A closed-loop system springs a leak
In 2010, my husband Ben and I had been bit by the small-farm bug. I had just swapped a career in managing concert venues and nightclubs to start working with farm and food businesses. He was a paramedic who had lived on a Kibbutz in Israel for four years milking cows, picking avocadoes and doing field work.
Illustration by Sarah FeroneWe had just moved into our first apartment in Philadelphia, but were sure that within five years we’d buy a farm and build something of our own. We grew sprouts, wheatgrass and greens under a small shop light. We hung upside-down tomato planters, with boxes of basil and cilantro underneath to catch the drainage. Our humble harvests had us wide-eyed, knowing that we were planting the seeds of our future.
One day I came home from work, and Ben had surprised me by building our koi fish tank into an aquaponic herb planter. I was mesmerized watching the fish swimming through tunnels of dangling basil roots. Aquaponics is a soil-free cultivation that takes hydroponics to another level by creating an ecosystem that uses the fish waste for plant food. In hydroponics, the grower mixes nutrients into the water reservoir to feed the plants.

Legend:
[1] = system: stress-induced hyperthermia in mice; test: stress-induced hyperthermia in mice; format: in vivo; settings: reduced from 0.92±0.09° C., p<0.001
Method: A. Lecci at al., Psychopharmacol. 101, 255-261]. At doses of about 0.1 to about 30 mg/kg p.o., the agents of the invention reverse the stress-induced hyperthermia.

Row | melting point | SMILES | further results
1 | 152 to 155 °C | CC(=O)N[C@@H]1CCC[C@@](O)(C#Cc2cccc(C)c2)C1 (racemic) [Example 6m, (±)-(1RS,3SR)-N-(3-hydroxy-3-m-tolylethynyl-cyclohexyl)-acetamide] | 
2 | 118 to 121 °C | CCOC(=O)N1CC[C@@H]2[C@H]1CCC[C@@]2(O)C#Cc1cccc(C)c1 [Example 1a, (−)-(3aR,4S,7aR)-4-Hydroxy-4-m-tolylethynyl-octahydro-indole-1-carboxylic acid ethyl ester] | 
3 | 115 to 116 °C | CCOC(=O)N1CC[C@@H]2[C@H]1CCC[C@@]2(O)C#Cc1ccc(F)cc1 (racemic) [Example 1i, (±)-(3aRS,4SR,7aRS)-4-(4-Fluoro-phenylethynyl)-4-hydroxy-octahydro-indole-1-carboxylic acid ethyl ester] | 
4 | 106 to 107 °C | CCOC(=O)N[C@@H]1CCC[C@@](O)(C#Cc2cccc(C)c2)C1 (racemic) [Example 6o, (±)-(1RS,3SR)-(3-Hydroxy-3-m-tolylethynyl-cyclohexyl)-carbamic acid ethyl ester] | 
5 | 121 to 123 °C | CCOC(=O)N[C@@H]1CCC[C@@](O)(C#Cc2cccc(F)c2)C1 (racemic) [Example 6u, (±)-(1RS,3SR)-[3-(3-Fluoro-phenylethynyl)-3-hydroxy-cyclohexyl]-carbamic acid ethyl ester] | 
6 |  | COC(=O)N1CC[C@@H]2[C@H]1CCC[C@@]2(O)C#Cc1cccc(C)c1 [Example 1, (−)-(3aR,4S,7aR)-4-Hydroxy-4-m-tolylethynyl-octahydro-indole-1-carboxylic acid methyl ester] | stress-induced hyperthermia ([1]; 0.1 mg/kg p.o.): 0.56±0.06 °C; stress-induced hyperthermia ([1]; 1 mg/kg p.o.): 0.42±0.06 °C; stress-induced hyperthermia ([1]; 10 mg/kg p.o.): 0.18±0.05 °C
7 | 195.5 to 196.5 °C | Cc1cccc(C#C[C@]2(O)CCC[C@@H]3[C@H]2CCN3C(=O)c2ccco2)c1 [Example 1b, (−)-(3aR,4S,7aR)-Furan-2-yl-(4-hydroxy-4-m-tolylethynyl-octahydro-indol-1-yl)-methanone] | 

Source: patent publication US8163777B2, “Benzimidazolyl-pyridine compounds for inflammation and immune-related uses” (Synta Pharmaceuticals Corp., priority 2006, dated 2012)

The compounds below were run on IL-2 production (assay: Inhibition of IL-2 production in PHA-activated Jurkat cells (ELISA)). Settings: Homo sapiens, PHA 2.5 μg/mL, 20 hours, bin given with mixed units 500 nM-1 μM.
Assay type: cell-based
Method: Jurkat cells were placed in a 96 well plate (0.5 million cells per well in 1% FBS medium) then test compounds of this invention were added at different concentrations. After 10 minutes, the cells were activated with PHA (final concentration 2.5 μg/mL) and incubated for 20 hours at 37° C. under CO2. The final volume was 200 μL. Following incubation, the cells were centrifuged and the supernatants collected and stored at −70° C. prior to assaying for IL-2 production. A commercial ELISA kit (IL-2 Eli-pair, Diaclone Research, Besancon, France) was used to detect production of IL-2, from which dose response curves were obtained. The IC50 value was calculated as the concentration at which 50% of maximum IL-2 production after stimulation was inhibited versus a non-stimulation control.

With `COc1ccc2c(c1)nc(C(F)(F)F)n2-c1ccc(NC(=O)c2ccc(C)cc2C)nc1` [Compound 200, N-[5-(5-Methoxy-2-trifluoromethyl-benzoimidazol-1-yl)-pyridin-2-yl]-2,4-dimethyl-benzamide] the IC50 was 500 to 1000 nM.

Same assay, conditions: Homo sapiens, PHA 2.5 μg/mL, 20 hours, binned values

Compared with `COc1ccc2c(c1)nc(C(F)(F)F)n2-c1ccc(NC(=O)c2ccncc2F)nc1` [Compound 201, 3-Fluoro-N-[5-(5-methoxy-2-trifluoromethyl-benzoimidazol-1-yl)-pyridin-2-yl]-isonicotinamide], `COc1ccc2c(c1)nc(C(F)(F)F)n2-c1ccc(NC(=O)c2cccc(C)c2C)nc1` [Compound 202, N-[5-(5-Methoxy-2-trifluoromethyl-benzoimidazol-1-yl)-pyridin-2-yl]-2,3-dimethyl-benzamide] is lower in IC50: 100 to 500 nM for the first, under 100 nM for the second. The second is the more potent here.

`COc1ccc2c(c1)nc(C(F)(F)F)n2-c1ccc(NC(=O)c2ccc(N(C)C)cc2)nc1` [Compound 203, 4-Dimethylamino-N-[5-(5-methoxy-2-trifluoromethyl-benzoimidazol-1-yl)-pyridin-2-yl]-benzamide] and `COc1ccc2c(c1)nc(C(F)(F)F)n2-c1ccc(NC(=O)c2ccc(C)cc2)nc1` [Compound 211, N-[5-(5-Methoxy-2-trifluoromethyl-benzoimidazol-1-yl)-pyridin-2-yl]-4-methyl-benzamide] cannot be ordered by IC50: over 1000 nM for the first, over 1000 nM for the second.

Wanting to experiment with both techniques, we traded in our dining room table for a 16-square-foot hydroponic system to grow greens. When our koi started to get too big for their tank, something clicked. Why not retrofit this hydro system to be fed by the fish and solve two problems at once? We were soon swept off our feet by aquaponics, watching every Murray Hallam video we could find on YouTube, and phrases like “closed-loop sustainable system” started peppering our dinner conversations. But soon our apartment was bursting at the seams with equipment, and tying to balance the flow of water for 10 hours a day wasn’t working. We kept springing leaks, which the bank below us did not appreciate.